Thursday, March 15, 2012

Pennsylvania Bound

Via the Guardian's Data Blog is news of the latest Times Higher Education global ranking of top 100 universities. 

Pennsylvania has 4 in that list, which gives it more than most nations on the planet: The University of Pennsylvania (19), Carnegie Mellon University (37),  Penn State University (in the 50s), and Pitt (in the 60s). I have not parsed it all, but Pittsburgh is in rare company with just a few US cities having more than one named institution. 

But here is something to note. Of the 4 Pennsylvania institutions on that list, which ones are taking in folks locally?  This is what I get looking that up.


There is a headline here....

... somewhere.

I'll pre-pend this here just because it is relevant to all of us.  Channeling Paul Krugman, Foreign Policy of all publications has taken up the numbers on shale development and parses: Did Natural Gas Save the Pennsylvania Economy?

Also out yesterday with the BLS jobs revisions is the updated annual average jobs count for Pittsburgh in 2011.  Taking the delta in that time series you get this.  Anything at all stand out for the change over the most recent year? 

Hint: no 2nd best there at all.  I do wonder how far back you would have to go to get a bigger number.  The 80's were such boom times here and all.


Wednesday, March 14, 2012

Looking back - a better jobs year than we thought

The Bureau of Labor statistics just put out its routine revisions of employment data and it looks like 2011 was actually a better year for jobs in the Pittsburgh region that previously thought. Here is what I get for the scale of change which is positive every month by some nontrivial amounts. 

I am sure there is some bad news way to spin it.  :-(     By the way the two year job growth number Jan 2010 to January 2012 is +44 thousand...  which makes it the best other than anomalous 1999-2001 period. Before of since!  Anyway, the actual data revisions fwi goes like this:

Pgh Total Nonfarm Jobs in thousands, 2011
Previous Revised
Jan 1111.2 1116.1
Feb 1112.3 1118
Mar 1122.7 1128.3
Apr 1137.6 1142.7
May 1139.6 1152.5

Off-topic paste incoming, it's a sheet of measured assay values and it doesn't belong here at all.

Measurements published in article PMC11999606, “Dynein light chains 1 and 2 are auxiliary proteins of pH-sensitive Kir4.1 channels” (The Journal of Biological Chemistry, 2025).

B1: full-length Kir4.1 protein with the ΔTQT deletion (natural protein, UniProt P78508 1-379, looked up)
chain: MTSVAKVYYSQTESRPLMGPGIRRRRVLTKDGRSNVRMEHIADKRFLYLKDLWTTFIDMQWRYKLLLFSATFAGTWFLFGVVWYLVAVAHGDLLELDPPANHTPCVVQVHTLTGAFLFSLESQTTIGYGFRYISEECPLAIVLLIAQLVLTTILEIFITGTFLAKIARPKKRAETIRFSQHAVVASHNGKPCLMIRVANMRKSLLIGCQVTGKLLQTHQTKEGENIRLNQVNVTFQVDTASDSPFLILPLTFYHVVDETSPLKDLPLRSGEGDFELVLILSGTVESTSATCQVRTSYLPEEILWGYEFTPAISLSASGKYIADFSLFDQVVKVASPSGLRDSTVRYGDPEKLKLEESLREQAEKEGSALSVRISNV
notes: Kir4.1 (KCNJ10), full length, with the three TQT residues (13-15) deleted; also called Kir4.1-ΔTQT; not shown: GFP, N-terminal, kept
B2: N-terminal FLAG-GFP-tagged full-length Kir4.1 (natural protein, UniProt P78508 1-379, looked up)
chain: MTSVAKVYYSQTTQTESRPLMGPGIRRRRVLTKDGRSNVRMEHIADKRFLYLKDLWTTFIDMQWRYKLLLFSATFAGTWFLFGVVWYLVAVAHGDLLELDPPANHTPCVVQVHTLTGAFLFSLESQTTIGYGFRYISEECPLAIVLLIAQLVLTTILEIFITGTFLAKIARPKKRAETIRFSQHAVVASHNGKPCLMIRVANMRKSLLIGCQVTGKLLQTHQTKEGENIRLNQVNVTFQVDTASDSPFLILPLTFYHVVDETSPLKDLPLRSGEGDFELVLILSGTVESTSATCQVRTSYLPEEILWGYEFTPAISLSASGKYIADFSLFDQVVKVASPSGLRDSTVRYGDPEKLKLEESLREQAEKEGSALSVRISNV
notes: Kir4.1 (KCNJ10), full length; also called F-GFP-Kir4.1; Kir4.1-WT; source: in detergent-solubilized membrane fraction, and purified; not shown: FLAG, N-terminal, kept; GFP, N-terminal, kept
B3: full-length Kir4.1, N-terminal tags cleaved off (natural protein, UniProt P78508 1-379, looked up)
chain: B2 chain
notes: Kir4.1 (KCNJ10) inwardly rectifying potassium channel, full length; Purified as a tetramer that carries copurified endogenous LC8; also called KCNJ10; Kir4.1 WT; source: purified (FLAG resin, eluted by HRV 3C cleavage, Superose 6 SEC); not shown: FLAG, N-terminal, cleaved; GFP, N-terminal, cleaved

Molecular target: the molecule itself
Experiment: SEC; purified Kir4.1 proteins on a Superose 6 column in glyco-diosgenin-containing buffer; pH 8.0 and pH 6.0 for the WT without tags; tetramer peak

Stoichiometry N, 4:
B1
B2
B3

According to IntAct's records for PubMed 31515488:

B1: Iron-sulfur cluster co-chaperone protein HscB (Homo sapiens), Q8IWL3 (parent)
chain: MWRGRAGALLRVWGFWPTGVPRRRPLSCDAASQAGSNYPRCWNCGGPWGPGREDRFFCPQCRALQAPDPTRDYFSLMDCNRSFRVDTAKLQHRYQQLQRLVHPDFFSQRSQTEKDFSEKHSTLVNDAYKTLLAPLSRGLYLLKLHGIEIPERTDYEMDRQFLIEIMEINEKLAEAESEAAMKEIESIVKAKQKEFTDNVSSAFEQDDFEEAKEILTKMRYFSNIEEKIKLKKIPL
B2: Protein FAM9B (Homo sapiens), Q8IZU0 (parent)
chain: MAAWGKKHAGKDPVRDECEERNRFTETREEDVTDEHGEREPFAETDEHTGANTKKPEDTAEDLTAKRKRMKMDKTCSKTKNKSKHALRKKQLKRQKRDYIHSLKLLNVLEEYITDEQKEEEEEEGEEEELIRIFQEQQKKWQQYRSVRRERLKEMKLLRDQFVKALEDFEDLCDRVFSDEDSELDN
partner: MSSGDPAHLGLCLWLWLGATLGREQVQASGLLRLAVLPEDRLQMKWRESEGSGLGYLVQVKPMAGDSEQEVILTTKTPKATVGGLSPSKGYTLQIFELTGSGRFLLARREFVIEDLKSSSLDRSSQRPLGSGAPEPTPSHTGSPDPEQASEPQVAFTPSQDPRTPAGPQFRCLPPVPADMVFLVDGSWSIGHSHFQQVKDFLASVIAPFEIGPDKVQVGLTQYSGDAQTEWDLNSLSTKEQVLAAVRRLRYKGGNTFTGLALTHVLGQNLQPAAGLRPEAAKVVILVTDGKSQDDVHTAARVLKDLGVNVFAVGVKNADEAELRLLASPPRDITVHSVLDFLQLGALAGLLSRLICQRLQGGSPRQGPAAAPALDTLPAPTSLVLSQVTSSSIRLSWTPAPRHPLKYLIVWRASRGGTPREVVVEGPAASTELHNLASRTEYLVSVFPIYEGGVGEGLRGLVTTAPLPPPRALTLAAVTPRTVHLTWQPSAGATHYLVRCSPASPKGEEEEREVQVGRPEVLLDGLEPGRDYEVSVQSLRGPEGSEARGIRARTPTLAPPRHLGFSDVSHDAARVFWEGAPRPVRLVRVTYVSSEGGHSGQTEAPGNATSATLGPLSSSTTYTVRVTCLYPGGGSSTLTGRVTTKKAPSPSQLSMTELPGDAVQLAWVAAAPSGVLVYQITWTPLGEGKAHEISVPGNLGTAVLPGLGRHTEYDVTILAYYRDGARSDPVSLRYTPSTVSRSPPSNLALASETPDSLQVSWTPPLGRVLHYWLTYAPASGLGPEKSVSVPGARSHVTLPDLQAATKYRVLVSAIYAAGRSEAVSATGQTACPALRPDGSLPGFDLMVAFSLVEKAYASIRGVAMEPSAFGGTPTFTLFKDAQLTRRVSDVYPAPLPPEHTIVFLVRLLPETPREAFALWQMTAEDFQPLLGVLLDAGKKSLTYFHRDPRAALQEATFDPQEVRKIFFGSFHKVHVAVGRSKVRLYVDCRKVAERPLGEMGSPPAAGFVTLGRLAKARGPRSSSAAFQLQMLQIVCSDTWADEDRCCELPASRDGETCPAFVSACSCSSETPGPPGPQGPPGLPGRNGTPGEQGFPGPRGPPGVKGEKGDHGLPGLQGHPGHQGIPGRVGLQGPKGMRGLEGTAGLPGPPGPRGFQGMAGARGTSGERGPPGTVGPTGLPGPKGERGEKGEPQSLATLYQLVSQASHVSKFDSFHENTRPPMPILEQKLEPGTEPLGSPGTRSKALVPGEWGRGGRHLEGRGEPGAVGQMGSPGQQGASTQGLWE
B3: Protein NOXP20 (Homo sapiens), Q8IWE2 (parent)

Jun 1154.7 1160.6
Jul 1143.2 1149.9
Aug 1140.5 1147.5
Sep 1147.7 1155.9
oct 1162.6 1170.4
Nov 1163.5 1171.1
Dec 1164 1169.7


Asian Pittsburgh

The Census folks are releasing a report today on Asian-Americans nationally.  

For Pittsburgh, as low as recent international immigrant flows are for the region, the one trend that sticks out is for folks coming from Asia, which includes those from the subcontinent. 

I should update this graphic, but folks really are surprised to learn that it is now the case there are more immigrants residing in Pittsburgh (the region) who were born in Asia than anywhere else.  30 years ago 70% if immigrants in the region were born in Europe. Now the proportion is less than half that reflecting the aging of that population and low immigration rates since then.  Whereas the Asian born population here has gone from ~10% to nearly 50.   Note this chart is showing the breakdown of the foreign born population, not its size.  Overall the foreign born population in the region is much lower than it was decades ago . 


Birmingham of the North

So last night got be curious about the the 2006 race that nominally, or at least temporarily, ended slowed redirected Rick S.'s political career.   I really could not find a map anywhere else except for an old post here. So here you go.

2006 Pennsylvania Senate Results

What's it mean?  Maybe a lot? Maybe not much?  The political historian in me remembers that Nixon lost big in the 1962 race for California governor before running for president.  Probably a bit problematic from a PR standpoint to highlight that history however. 

Still..  what comes to mind is that while I generally find the iconic Carville quote annoying, it says a lot about a former Pennsylvania Senator winning Alabama.  

Anyway.   If Romney were to drop out, anyone notice that it would be 3 Pennsylvanian's at the center of the Republican primary?  As it is PA came in 1,2,4 last night..  except in HI and American Samoa of course.  Why is nobody reporting the returns from American Samoa?


Tuesday, March 13, 2012

The 1% Pension Edition

I was wondering why there were hits yesterday on my Pittsburgh pension web page..  First off, there is news all around of some big public pensions in Pittsburgh.  Some group says there is someone in town getting $180k/year in public pension benefits.  Before you get all bent over that, I just don't believe it.  Someone misread a number, maybe confused a one-time payout, or possibly just added a zero.   The news today identifies the 180k recipient, who denies it is even close. .   Somehow someone took a $20K number and thought it was $180K.  There is a story in that in that someone presumed a much bigger number was even possible here. So what is actually conceivable elsewhere just isn't here.  Does it really say our public pensions are low on average?

I also take issue a bit if the news is right and it says the names of 37 employees with pensions were released.  37?   There are over 4,000 city of Pittsburgh pensioners alone.   I do not know offhand the number of county pensioners.  So we are talking about well less than the metaphorical 1% of pension payments.  There is not a data story out there that is not misrepresented it if you only focus on the sub-1% extremes in any circumstance.